“Storytelling is ultimately a creative act of pattern recognition. Through characters, plot and setting, a writer creates places where previously invisible truths become visible. Or the storyteller posits a series of dots that the reader can connect.” – Douglas Coupland
Canadian novelist and artist Coupland – who is celebrating his 55th birthday today – has been described as "...possibly the most gifted exegete of North American mass culture writing today." His fiction often is complemented by recognized works in design and visual art arising from his early formal training in that field.
Coupland’s first novel, the 1991 international bestseller Generation X: Tales for an Accelerated Culture, popularized both the term "Generation X” and the terms “McJob.” To date, he has published 13 novels, 2 collections of short stories, 7 non-fiction books, and a number of dramatic works and screenplays for film and television. And, in his “spare time” he is a columnist for Financial Times.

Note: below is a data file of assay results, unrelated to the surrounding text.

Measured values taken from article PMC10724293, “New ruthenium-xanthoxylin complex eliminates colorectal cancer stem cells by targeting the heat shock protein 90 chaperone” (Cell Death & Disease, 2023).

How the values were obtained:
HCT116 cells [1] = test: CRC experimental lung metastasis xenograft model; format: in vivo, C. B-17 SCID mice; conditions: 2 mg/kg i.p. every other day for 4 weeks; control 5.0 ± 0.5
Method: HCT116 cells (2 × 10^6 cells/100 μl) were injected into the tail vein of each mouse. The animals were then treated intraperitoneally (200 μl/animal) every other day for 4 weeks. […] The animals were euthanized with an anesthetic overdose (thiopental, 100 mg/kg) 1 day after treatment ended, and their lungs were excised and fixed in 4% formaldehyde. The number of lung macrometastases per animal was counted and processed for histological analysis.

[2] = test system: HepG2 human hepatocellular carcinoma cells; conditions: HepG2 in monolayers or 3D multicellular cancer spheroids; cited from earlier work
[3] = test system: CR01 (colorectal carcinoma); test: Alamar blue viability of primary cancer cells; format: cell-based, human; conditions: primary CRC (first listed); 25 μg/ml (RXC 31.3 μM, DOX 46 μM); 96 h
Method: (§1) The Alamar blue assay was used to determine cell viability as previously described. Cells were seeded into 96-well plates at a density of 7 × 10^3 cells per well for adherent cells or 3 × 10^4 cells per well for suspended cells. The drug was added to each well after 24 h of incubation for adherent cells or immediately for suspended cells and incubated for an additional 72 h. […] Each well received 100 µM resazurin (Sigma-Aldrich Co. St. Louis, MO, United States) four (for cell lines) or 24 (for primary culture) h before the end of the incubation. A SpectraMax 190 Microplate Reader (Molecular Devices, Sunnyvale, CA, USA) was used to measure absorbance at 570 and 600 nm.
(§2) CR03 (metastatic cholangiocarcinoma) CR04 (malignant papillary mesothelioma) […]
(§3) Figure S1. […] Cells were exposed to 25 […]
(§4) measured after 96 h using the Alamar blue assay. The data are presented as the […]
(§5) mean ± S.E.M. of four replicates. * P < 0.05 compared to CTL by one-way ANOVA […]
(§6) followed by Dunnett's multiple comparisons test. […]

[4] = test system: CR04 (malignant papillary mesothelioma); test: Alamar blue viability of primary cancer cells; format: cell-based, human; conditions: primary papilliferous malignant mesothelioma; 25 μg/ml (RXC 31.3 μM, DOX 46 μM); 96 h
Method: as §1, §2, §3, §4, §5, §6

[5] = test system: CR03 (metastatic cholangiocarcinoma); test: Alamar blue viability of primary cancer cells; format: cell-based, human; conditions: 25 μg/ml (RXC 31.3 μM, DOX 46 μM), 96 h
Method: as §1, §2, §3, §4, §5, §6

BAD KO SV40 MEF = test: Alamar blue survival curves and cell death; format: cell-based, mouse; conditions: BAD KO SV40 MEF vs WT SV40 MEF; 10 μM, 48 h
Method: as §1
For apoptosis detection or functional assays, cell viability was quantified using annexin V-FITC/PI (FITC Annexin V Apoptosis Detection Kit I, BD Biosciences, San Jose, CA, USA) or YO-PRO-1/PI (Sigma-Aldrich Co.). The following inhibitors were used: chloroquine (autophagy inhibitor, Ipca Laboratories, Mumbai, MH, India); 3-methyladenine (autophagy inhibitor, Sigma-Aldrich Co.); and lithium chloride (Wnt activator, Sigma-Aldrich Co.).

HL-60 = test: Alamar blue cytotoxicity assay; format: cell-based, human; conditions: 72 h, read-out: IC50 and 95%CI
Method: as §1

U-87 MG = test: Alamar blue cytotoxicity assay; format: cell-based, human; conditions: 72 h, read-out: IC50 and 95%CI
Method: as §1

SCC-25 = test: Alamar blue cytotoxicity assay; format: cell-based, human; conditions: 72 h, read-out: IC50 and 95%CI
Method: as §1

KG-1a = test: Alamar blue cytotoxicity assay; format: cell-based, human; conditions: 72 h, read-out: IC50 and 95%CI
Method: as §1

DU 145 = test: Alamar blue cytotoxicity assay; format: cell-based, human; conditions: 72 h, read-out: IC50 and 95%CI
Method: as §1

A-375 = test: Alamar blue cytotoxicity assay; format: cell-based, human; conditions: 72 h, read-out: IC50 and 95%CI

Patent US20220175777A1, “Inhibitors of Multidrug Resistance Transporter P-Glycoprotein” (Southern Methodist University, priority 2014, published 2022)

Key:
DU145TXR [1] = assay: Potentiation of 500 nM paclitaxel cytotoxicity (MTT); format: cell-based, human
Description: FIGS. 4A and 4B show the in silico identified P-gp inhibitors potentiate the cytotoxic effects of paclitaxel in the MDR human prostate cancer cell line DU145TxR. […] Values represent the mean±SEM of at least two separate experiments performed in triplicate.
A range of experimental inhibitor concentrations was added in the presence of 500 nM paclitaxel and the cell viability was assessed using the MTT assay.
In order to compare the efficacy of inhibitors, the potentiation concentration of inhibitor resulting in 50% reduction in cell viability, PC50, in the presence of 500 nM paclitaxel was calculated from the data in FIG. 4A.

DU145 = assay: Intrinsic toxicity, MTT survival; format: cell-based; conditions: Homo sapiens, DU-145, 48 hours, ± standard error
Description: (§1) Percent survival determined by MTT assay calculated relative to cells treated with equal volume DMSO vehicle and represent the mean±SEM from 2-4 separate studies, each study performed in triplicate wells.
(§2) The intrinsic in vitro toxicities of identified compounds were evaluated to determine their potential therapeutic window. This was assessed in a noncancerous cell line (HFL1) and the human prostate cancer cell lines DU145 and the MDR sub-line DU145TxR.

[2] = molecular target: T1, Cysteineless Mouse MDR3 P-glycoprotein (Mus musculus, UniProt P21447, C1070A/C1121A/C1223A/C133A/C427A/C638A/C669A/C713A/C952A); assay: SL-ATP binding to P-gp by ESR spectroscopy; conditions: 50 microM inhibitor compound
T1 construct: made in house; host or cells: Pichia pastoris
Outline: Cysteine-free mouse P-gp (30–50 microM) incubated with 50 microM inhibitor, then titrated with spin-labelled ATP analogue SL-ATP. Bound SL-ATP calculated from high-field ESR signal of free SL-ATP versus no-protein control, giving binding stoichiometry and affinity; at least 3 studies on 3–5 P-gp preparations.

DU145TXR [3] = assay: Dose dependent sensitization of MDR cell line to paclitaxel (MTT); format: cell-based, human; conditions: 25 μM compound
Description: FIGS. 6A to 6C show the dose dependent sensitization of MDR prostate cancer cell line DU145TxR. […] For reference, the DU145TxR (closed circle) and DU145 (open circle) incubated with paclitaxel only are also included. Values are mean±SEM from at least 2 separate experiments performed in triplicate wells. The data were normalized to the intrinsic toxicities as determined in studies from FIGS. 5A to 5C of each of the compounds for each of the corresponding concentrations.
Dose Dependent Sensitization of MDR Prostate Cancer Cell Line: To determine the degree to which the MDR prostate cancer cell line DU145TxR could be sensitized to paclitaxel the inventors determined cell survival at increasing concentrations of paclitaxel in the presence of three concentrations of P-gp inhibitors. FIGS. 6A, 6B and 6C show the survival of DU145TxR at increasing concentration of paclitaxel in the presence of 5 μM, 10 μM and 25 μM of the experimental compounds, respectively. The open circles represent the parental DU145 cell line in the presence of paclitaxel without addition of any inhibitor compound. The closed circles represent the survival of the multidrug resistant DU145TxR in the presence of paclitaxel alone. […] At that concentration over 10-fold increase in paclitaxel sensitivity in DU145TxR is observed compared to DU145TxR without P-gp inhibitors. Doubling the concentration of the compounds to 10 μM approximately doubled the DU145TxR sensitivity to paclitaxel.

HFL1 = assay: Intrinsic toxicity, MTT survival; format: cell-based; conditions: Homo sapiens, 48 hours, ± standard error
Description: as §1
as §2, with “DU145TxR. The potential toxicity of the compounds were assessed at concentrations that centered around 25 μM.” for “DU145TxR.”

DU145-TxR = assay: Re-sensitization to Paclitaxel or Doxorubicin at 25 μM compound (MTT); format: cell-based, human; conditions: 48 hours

Coupland advises, “Never loan a book to someone if you expect to get it back. Loaning books is the same as giving them away.”
As for sharing his thoughts with up and coming writers, he says simply to think about how you’re leading your life and what people will remember about you. Put it into the context of a song, he said. “Think that if your life had lyrics, would they be any good?”
Hmmm? Still giving that question some thought. And also wondering what I’d title it?
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